Then, we hold a discussion of what events we can talk about jokingly, which ones will have to be more serious. If a vulnerable group has faced some form of discrimination, then I obviously will not make jokes while addressing that incident. So, we work on the comedy aspect first. After that it’s finding out who is to be questioned for a specific event we intend to speak about. On the day of the shoot, we check the headlines to see if there is something that absolutely needs to be included in the episode.

In terms of scripting, there’s no singular process. Sometimes I write them on my own, other times Aathirai, Abinaya and Kanishka pitch in. Prashant comes up with many of the punchlines. A degree of spontaneity does happen during the shoot itself. We edit and put out the video on the same day of the shoot.

What are the challenges you face in getting EPP to people? In terms of viewership, reach, trolling, censorship or YouTube algorithms?  What have you found works best against these challenges?

We face a lot of hyper-criticism, yes. I’ll give an example. A casteist film like Draupathi comes out. The makers of such films and their enablers are given the benefit of the doubt that maybe they’re not actually being casteist. But a popular Instagram page posted a byte of me speaking against the film and called me a fascist. Dalit artists are constantly criticised for speaking out against casteism. Yet, we’re supposed to view it as just business when an actor willingly stars in casteist films.

This barrage of hyper-criticism can be exhausting and demoralising. Pa Ranjith keeps us going at such points. He’ll say that even our allies will keep criticising us, we can take what’s useful from that and just keep doing the work we do. The major driving force behind facing the challenges we face is Ranjith’s spirit and how it’s spread through all of Neelam’s ventures.

I’m not clear on the algorithms, but another challenge we face as an office that mostly has women staff is from the men we have to deal with either for administrative work or for research or anything else. There is a tendency to infantilise us and treat us like we wouldn’t know about any of the issues. Our solution is to be more assertive; we end up having to be straight-backed 24 x 7.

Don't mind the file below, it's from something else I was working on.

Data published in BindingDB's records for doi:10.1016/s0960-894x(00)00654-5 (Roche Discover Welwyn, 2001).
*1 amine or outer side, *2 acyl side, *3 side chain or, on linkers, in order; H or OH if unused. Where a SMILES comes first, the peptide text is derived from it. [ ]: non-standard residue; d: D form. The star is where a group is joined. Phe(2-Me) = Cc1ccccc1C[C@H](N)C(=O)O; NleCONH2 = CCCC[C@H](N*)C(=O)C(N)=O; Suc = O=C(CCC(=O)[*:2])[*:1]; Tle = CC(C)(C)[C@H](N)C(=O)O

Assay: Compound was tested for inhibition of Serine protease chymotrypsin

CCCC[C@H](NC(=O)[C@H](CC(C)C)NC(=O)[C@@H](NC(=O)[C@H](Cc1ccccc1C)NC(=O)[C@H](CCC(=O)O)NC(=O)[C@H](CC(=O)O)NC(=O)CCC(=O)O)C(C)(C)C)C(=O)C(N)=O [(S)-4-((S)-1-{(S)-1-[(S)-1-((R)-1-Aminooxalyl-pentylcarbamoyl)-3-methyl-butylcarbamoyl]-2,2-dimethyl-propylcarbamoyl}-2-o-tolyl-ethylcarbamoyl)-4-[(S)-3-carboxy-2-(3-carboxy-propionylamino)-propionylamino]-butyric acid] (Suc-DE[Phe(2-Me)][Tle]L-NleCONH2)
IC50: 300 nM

A personal question, if I may. How did Sneha Belcin come in to her current politicisation?

Honestly, because of my mental health concerns there are large gaps in my memory of growing up. I can’t say specifically when I started becoming more political. My household was abusive growing up, my mother, younger sister and I lived in fear constantly. The restrictions placed on me by my father, who is an alcoholic, made me a very lonely child. I couldn’t go out to play or have many friends. My mother went back to work when my sister had barely learnt to speak, so it was up to me to take care of her. Reading became the only solace. I’d say a half-baked feminism first formed from the books and magazines I’d read. Later, Dr Ambedkar’s writings were what helped me process self-worth issues and become more politicised.

Social media as I grew older has played its role in giving a space to talk about issues, especially in the lack of other platforms.

The personal cost of progressive politics can be huge. Often it leads to another kind of loneliness, in my experience. What do you think about this?

I found friendships dwindling the more I spoke out about political issues. Or they’d be only a few willing to sustain engagement. Even something, say as simple as a Facebook post, I’d note the number of comments and likes to a mundane photo, but if I wrote about caste or gender justice, most people wouldn’t care. There are also instances when you see friends continue to maintain their relationships with popular public figures who have deeply flawed politics. I’d ask them, I’m okay with you being friends with this person, but why do you remain silent when they’re putting out bigoted content? But when I asked this, it was me that those friends slowly moved away from. Eventually, you find that you’re doing this work while being quite alone.

Historically, this is what happens to those who speak for social justice. Dr Ambedkar faced this. He’d be invited to speak at a function, but then the organisers would demand changes to his speech beforehand or just retract their invitation. You can see from so much of writing that he was always having to predict the type of criticism he’d face and include points in defence. It disheartens me when I read that. How lonely he must have been at times.

I understood that loneliness is unavoidable when you start or join a movement. But it also gives you integrity. For example, if you have to stay loyal to your misogynistic friends, you cannot be part of a movement. So, I’d rather just say my ideologies are more important. You know, you realise at some point that in a strange way, you’re part of a collection of lonely people all staying true to their politics.